In the Artist’s Studio | Usha Shukla

This is the third in a series of articles profiling the four artists (Carl Heyward, Akiko Suzuki, Colleen Gianatiempo and Usha Shukla) who were planning to exhibit in a group show at the Piedmont Center for the Arts called “A Boundless Moment” during the final weekend of May 2020.  The show has been postponed due to the current health crisis. The interviews for these articles are conducted digitally.

Her bags were packed, tucked in the trunk of the car, ready for her flight out of San Francisco Airport in mid-March 2020, when artist Usha Shukla heard the California Governor issue shelter in place orders due to the COVID-19 crisis. Up to that moment, Shukla had hoped to proceed with highly anticipated and meticulous plans to attend a coveted artists residency program in Kerala, India.

After a few days of SIP adjustment involving college aged kids returning to the nest, husband suddenly working from home, and the unexpected uptick in general household management, Shukla brought her bags back inside, rescheduled the residency and opened the door to her studio.

Shukla, an abstract painter based in Pleasanton, CA, is inspired by nature when creating her soulful, expansive works.  As a young girl, Shukla would go for long walks with her mother along the rivers and farms near Jaipur, India where she was born, taking note of the colors and light in the landscape.  As a young woman, she hadn’t yet considered studying art; she earned a graduate degree in English Literature and a diploma in Computer Engineering. When she moved to San Francisco in 1996 with her family, nature hikes provided Shukla with a peaceful touchstone during a period of adjustment to her new surroundings.

With a unique process she developed while finishing her Masters of Fine Art degree at San Francisco Academy of Art in 2017, Shukla uses air and paint to interpret the way light, color and shadow move through the vastness of nature.  First using cans of compressed air, then moving on to an electric air duster and sometimes even using a leaf blower, Shukla masterfully manipulates paint across the canvas.  Color combinations are based on her personal color theory chart, but during a painting session they are emerge spontaneously, as memories of water and sunset colors become more conscious.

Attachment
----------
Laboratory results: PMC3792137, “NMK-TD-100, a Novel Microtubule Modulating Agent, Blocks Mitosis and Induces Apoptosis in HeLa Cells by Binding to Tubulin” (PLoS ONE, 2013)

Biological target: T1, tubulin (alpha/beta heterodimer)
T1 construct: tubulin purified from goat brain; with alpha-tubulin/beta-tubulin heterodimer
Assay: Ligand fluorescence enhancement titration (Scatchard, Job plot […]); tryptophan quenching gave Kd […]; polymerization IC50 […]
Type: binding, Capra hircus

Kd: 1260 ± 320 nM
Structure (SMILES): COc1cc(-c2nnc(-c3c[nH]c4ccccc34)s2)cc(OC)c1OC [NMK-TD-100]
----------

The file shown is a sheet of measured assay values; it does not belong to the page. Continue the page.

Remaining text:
Abstract art comes from a very personal point of view, and it was during a 2005 trip to Europe when Shukla first began to imagine herself as an artist.  After visiting the Louvre and then strolling along the Seine, seeing all the artists on the street, something clicked for Shukla.  Upon return she enrolled in art classes at the local community college, Las Positas.  She had raised a family and had an earlier career in computer engineering; now it was her time for self-expression through art.  Inspired by Gerhard Richter’s use of non-traditional tools for paint application, Shukla began to experiment with air as a way to move paint.  She was able to remove the traces of the ‘artist’s hand’ in the final work, allowing the viewer a boundary free way to experience the breath of fresh air she feels when experiencing nature.

Now, with a substantial list of awards, exhibitions, collectors and professional associations to her name, Shukla is ready to delve more deeply into her artistic life by taking part in the artist’s residency program she was invited to in Kerala.  Once travel restrictions are lifted we can be sure that Shukla will be winging her way to new inspirations.

To learn more about Usha Shukla and see her art visit: ushashuklaart.com

Freesia | Artist: Usha Shukla, Photo: Dana Davis Photography, From the Collection of The County of Alameda commissioned by the Alameda County Arts Commission.

Photographs courtesy of the artist.

2 thoughts on “In the Artist’s Studio | Usha Shukla

  1. Usha is known as the girl with the paint brush and mini blower. Her work is unique and beautifully creative. Some day I’d love to see what she’d do if given an entire wall to render an original painting. We’re lucky to have her in our art group in Pleasanton.

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